2013 Independent Film Festival Boston: 12 Movies to Watch

By at April 24, 2013 | 12:30 am | Print

IFFB 2013 LogoThe Boston area boasts a hell of a lot of culture. The Institute of Contemporary Art. The American Repertory Theater. The Marshmallow Fluff Festival. But each spring brings my favorite annual arts event, Independent Film Festival Boston, which begins Wednesday night with Sundance favorite The Spectacular Now, starring Oscar nominee Shailene Woodley (The Descendants). Considering the recent events in my fair city, the 11th edition of this sparkling film event couldn’t come a moment sooner.

After combing through the 2013 schedule, watching a bunch of festival movies and talking to folks in the know, I’ve come up with a preview of 12 movies to watch for the 2013 IFFB, organized by day. You pick your day, take our word for it, and enjoy. See how it works?

:: Thursday, April 25

The Way, Way Back
Somerville Theatre, 7:45 pm
Speaking of The Descendants, here’s the directorial debut from screenwriting Oscar winners Nat Faxon and Jim Rash, a coming-of-age story with a big-name cast and a small-town New England shout-out. A teenager (Liam James) makes friends with his manager (Sam Rockwell) one summer while working at a Cape Cod water park. Co-stars Steve Carell, Amanda Peet, Maya Rudolph, Rob Corddry and the grossly underrated Toni Collette. And yes, non-New Englanders, we really do have an amusement park named Water Wizz. Sorry.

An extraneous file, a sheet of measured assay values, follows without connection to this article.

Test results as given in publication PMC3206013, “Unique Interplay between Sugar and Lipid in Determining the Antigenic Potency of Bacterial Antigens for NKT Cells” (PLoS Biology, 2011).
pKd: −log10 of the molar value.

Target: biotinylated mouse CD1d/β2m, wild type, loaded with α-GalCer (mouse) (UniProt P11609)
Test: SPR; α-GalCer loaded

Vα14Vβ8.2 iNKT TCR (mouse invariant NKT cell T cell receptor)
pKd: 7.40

Steve Carell and Sam Rockwell in The Way. Way Back

Crystal Fairy
Somerville Theatre, 9:30 pm
As part of their “After Dark” series, the IFFB offers this drug dream comedy from The Maid filmmaker Sebastian Silva. Michael Cera stars as a guy looking for a chill, utopian mescaline experience with his buddies while hanging in Chile (how much higher can this guy’s voice go?) Enter the titular Crystal (all growed up Gaby Hoffman), a hippie who may just be one giant buzz kill. Awww maaaaaan.

:: Friday, April 26

Downloaded
Somerville Theatre, 7 pm
Alex Winter—yes, the guy who played Bill S. Preston, Esquire in the Bill and Ted movies—presses pause on our current digital world to reflect on one of the short-lived powerhouses that got it started: Napster. With intelligent, insightful first-person accounts from founders Shawn Fanning, Sean Parker and their band of merry coders, Winter recalls the incredibly influential company’s abbreviated history and unlikely folklore. Very well told, with a creatively techy soundtrack from DJ Spooky.

Sightseers
Somerville Theatre, 9:30 pm
Sightseers Teaser Movie PosterIf you like your love stories set amid a lush countryside landscape, with the occasional violently crushed skull, Friday night’s “After Hours” feature is highly recommended.

Lead actors Steve Oram and Alice Lowe lend their dry, dark writing talents to the story of Chris and Tina, a nice-enough British couple who take their caravan on a road trip, and take out any poor soul who offends their sensibilities. A little flavor of Eating Raoul, with a touch of horror and suspense throw in to the sexual comedy genre. A good, bloody spit in the face of English niceties. Directed by Ben Wheatley (family crime drama Down Terrace).

:: Saturday, April 27

Persistence of Vision
Somerville Theatre, 12 pm
Kevin Schreck’s film may not be the greatest documentary of the weekend—it’s stylistically uneven and a little long—but it is mandatory viewing for anyone remotely interested in animation or the art of moviemaking. In telling of the brilliant, painfully obsessive animator Richard Williams (a multiple Oscar winner), Schreck shares one of the most complex and intimidating animation sequences ever created, from Williams’ decades-long filmmaking debacle, The Thief and The Cobbler. A victim of Williams’ ego and perfectionism, the feature never wrapped or played in theaters. Well, sort of.

Blood Brother
Somerville Theatre, 3:15 pm